Wednesday, 22 May 2013

Jesus, the Kabbalist, drawing 10 Sephiroth in the Sand

Jesus drawing 10 Sephiroth in the Sand, a Study for the Jewish Jesus Exhibit in New York

Sephirot (Hebrew: סְפִירוֹת‎ ) are the 10 attributes/emanations in Kabbalah, through which Ein Sof (The Infinite) reveals himself and continuously creates both the physical realm and the chain of higher metaphysical realms (Seder hishtalshelus).

Alternative configurations of the sephirot are given by different schools in the historical development of Kabbalah, with each articulating different spiritual aspects. The tradition of enumerating 10 is stated in the Sefer Yetzirah, (Book of Formation) "Ten sephirot of nothingness, ten and not nine, ten and not eleven". As altogether 11 sephirot are listed across the different schemes, two (Keter and Daat) are seen as unconscious and conscious manifestations of the same principle, conserving the ten categories.

In Kabbalah the functional structure of the sephirot in channeling Divine creative life force, and revealing the unknowable Divine essence to Creation is described.

Did Jesus study Kabbalah ? Did he study and teach the mystical aspects of the Hebrew letters ?
There is a clue to be found in the early Christian writings known as the Infancy Gospel of Thomas:

VI. 1 Now a certain teacher, Zacchaeus by name, stood there and he heard in part when Jesus said these things to his father and he marvelled greatly that being a young child he spake such matters.   

2. after a few days he came near unto Joseph and said unto him: Thou hast a wise child, and he hath understanding. Come, deliver him to me that he may learn letters. And I will teach him with the letters all knowledge and that he salute all the elders and honour them as grandfathers and fathers, and love them of his own years. 

3 And he told him all the letters from Aleph even to Tav clearly, with much questioning. But Jesus looked upon Zacchaeus the teacher and saith unto him: Thou that knowest not the Aleph according to its nature, how canst thou teach others the Bet? thou hypocrite, first, if thou knowest it, teach the Aleph, and then will we believe thee concerning the Bet. Then began he to confound the mouth of the teacher concerning the first letter, and he could not prevail to answer him.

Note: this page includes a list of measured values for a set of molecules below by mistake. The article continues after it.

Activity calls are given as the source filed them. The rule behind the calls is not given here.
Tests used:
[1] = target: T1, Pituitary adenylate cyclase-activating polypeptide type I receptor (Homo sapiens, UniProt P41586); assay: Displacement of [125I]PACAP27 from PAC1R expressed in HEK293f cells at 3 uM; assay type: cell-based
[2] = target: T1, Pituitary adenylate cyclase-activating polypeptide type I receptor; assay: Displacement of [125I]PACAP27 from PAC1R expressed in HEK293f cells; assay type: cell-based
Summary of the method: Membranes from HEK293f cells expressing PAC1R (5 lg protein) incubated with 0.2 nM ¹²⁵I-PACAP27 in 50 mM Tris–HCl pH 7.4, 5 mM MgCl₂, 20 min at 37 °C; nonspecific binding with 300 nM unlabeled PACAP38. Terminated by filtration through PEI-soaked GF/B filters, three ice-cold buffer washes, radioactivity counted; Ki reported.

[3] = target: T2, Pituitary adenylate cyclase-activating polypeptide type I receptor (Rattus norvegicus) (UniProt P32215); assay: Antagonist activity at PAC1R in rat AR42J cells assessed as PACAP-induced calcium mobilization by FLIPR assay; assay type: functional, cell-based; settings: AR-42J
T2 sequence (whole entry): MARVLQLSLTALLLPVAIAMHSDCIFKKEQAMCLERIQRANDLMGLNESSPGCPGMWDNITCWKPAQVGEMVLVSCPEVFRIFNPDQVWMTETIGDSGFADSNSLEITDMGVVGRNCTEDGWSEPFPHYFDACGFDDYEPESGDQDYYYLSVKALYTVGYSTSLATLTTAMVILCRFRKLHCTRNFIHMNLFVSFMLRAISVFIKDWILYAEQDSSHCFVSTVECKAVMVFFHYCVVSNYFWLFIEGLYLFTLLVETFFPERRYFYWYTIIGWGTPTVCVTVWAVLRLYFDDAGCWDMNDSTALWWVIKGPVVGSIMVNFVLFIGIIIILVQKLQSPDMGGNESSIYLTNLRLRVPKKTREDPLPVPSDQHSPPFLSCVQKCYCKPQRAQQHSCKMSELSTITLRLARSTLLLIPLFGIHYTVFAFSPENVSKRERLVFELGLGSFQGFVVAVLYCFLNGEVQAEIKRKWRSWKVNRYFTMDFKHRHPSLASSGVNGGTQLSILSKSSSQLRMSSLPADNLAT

4 And in the hearing of many the young child saith to Zacchaeus: Hear, O teacher, the ordinance of the first letter and pay heed to this, how that it hath lines, and a middle mark, which thou seest, common to both, going apart; coming together, raised up on high, dancing, of three signs, like in kind, balanced, equal in measure]: thou hast the rules of the Aleph.

VII. 1 Now when Zacchaeus the teacher heard such and so many allegories of the first letter spoken by the young child, he was perplexed at his answer and his instruction being so great, and said to them that were there: Woe is me, ....  I am confounded... 

Aleph in Jewish mysticism represents the oneness of God. The letter can been seen as being composed of an upper yud (Yodh), a lower yud, and a vav (Waw (letter)) leaning on a diagonal. The upper yud represents the hidden and ineffable aspects of God while the lower yud represents God's revelation and presence in the world. The vav ("hook") connects the two realms.

In the Aleph is hidden the mystery of the 3 in One :  The ordinance of the first letter :  it hath lines, and a middle mark, which thou seest, common to both, going apart; coming together, raised up on high, dancing, of three signs, like in kind, balanced, equal in measure: thou hast the rules of the Aleph !

Monday, 20 May 2013

Jesus as Tiferet, Beauty, The Son and the Prince of Peace

The 10 Sephiroth with Keter-Crown at top, Chokhmah-Wisdom (Father) and Binah-Understanding (Mother). Jesus is shown as Tiferet, Beauty, The Son, and the Prince of Peace.
Tiferet ("Adornment", Hebrew: תפארת [tiˈfeʔʁeθ]) alternately Tifaret, Tifereth, Tyfereth or Tiphereth, is the sixth sefira in the kabbalistic Tree of Life. It has the common association of "Spirituality", "Balance", "Integration", "Beauty", "Miracles", and "Compassion".

Jesus before his Judges - Maurycy Gottlieb, 1877

Maurycy Gottlieb, Jesus Before His Judges, ca. 1877. Gottlieb was one of the first Western figures to profess what today we’d call a hybrid identity—as both a Polish and a Jewish artist. He painted images of Jews from literature (Shylock), history (Portuguese converso Uriel d’Acosta), the Bible (himself as Ahasuerus), and daily life (Jews Praying in the Synagogue on Yom Kippur) before plunging into the charged subject matter of the life of Christ. In Jesus Before His Judges, illustrating the scene from Matthew, viewers can clearly see that the noble, gentle figure of Jesus is Jewish by his clothing and side curls. And they can also clearly see the Romans in the background at the right, a pointed reminder of who was responsible for Jesus’ crucifixion. “How deeply I wish to eradicate all the prejudices against my people,” wrote Gottlieb, who went on to paint another scene in the life of Jesus, Christ Preaching at Capernaum, in 1878. His work, he dreamed, could help “uproot the hatred enveloping the oppressed and tormented nation and to bring peace between the Poles and the Jews, for the history of both people is a chronicle of grief and anguish.” Collection of the Israel Museum.